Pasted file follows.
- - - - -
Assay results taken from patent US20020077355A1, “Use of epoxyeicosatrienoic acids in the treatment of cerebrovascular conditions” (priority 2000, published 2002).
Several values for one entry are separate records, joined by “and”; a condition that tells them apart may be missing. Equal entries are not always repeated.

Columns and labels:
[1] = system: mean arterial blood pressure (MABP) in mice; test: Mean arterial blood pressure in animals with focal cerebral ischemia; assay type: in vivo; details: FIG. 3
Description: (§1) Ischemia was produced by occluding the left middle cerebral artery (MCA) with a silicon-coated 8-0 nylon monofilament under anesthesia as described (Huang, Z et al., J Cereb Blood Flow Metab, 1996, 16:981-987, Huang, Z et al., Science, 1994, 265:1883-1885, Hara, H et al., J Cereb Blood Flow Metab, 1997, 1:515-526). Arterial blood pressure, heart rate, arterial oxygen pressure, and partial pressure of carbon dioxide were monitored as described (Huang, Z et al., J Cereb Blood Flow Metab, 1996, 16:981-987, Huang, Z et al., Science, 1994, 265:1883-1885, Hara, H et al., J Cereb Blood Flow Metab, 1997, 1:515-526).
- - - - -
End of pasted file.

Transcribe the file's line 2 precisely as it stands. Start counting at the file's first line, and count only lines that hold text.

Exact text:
Several values for one entry are separate records, joined by “and”; a condition that tells them apart may be missing. Equal entries are not always repeated.